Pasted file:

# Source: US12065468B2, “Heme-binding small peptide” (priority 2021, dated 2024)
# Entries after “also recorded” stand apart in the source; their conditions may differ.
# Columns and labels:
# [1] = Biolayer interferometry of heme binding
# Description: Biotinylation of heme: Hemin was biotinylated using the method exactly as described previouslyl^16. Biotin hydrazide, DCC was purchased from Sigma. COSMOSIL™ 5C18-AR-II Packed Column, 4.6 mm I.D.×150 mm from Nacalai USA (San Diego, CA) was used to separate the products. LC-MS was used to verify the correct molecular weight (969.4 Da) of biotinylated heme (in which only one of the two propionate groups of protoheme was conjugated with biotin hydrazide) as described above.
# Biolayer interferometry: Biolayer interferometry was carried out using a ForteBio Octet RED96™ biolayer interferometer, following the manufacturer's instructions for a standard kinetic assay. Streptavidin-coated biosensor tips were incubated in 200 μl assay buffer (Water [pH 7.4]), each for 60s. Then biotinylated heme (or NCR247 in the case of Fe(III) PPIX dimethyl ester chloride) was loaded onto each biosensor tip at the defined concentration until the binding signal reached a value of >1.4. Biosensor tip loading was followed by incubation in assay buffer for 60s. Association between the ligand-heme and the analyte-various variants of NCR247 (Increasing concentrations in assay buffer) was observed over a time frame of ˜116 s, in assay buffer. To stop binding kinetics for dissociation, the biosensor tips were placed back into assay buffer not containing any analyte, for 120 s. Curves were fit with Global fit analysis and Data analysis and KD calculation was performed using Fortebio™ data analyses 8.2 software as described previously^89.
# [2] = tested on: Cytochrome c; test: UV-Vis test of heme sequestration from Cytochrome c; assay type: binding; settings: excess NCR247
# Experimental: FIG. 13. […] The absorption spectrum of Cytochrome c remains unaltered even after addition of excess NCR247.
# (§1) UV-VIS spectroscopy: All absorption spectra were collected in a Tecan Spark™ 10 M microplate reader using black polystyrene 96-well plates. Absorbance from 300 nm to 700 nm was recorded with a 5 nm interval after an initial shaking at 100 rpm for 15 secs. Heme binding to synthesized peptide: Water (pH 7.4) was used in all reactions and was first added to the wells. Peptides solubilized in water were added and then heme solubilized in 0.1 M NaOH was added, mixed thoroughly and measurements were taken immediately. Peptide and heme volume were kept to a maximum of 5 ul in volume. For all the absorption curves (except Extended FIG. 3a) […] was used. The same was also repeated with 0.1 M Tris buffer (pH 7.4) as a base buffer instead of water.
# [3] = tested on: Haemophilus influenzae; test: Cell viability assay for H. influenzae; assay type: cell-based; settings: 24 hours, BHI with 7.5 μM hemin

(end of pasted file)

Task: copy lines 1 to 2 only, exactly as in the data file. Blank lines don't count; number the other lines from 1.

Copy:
# Source: US12065468B2, “Heme-binding small peptide” (priority 2021, dated 2024)
# Entries after “also recorded” stand apart in the source; their conditions may differ.